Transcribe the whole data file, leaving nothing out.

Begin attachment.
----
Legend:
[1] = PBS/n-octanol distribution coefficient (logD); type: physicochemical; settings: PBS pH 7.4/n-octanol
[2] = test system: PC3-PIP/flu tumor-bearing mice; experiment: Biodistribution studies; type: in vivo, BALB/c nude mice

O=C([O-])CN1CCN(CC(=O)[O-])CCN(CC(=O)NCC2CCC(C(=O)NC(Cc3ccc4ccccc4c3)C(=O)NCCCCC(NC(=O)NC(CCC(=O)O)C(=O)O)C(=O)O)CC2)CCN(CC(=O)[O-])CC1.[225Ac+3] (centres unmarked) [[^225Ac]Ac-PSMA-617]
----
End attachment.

Legend:
[1] = PBS/n-octanol distribution coefficient (logD); type: physicochemical; settings: PBS pH 7.4/n-octanol
[2] = test system: PC3-PIP/flu tumor-bearing mice; experiment: Biodistribution studies; type: in vivo, BALB/c nude mice

O=C([O-])CN1CCN(CC(=O)[O-])CCN(CC(=O)NCC2CCC(C(=O)NC(Cc3ccc4ccccc4c3)C(=O)NCCCCC(NC(=O)NC(CCC(=O)O)C(=O)O)C(=O)O)CC2)CCN(CC(=O)[O-])CC1.[225Ac+3] (centres unmarked) [[^225Ac]Ac-PSMA-617]